When I Lived
in Modern Times
Tel Aviv--called "the white city" because of its many Bauhaus buildings--is the setting of Linda Grant's novel about Palestine under the British Mandate. Evelyn Sert, a twenty-year-old Jewish girl from England, comes to Palestine in 1946 to be part of the great project of building a Jewish homeland. After a summer on a kibbutz, she winds up settling in Tel Aviv--a modern city teeming with recent Jewish immigrants, all with different visions of the new society they want to build.
She discovers a reality more complex than she ever expected. The Jews of Palestine are as diverse as can be--Russian-born socialists on the kibbutzim; German Jews still immersed in their Old World culture; Holocaust survivors illegally smuggled into the country in defiance of the British quotas; and native-born Israelis who want no part of the past.
Evelyn soon finds herself in an unexpected role. Taking up work as a hairdresser for the wives of British officers, who know her as "Priscilla Jones," a non-Jewish Englishwoman, she becomes privy to their secrets and shares them with her Israeli boyfriend Johnny. Gradually, she realizes that Johnny is a member of the Irgun, the Jewish terrorist underground dedicated to hastening the British departure from Palestine. At first an unwitting accomplice, she eventually takes up her role as a spy, entering a strange new world of danger and intrigue on the eve of Israel's struggle for independence.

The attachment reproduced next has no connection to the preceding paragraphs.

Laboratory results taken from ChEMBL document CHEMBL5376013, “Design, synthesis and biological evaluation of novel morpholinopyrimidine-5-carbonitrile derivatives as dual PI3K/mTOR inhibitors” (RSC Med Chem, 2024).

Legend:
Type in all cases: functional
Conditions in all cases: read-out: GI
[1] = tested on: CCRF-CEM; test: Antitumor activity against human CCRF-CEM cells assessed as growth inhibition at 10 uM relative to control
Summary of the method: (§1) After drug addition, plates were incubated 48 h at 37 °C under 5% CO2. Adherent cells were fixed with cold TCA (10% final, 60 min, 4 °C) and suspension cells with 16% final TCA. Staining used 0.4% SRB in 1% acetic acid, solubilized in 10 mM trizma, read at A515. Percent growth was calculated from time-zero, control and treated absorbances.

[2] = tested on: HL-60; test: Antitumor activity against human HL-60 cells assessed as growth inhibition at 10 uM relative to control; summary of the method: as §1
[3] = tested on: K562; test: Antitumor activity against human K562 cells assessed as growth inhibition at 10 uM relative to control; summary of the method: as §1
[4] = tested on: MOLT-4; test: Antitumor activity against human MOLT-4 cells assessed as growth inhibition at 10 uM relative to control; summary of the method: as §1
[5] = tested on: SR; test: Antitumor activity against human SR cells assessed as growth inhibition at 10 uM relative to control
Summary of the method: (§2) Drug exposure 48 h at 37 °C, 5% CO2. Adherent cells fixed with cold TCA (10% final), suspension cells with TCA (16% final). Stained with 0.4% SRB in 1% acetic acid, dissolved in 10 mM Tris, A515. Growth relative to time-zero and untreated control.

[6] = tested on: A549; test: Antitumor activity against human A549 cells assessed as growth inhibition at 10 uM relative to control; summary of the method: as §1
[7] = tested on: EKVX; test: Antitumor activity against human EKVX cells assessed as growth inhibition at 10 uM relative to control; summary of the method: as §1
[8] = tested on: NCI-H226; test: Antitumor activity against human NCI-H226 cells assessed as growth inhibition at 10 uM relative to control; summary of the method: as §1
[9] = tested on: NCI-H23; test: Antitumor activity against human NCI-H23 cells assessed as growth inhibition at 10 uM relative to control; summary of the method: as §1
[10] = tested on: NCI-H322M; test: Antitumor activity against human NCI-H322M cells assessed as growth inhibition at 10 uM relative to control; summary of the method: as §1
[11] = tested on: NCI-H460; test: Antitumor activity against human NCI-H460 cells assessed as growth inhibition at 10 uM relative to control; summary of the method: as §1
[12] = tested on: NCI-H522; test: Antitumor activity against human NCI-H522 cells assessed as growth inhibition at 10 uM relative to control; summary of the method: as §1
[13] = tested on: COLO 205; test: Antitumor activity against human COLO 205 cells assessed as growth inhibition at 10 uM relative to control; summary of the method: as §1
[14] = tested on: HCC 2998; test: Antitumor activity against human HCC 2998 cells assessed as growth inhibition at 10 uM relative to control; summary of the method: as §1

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Twenty-four-year-old Jonathan Safran Foer, a grandchild of survivors, deals with the legacy of Holocaust memory in his debut novel.
As a college student, Foer traveled to the Ukraine to find the gentile woman who may have saved his grandfather. Poorly prepared for the trip, he discovers nothing; the town no longer exists. Still, the experience was powerful enough to inspire this fictional creation of the trip he wished had happened.
His novel contains three alternating running narratives: The first--and most entertaining--is the saga of his misadventures in the Ukraine, narrated in hilarious broken English by Alexander Perchov, the cocky and confident twenty-year-old Ukrainian guide who accompanies him. More challenging are the author's imaginative reconstructions of his grandfather's shtetl, Trachimbrod, written in the style of magical realism. But the most poignant sections, leading to the novel's powerful climax, are found in Alex's letters to the author, where he describes the impact of this memory-trip on himself and his Ukrainian family.
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Copyright © 2002, Union of American Hebrew Congregations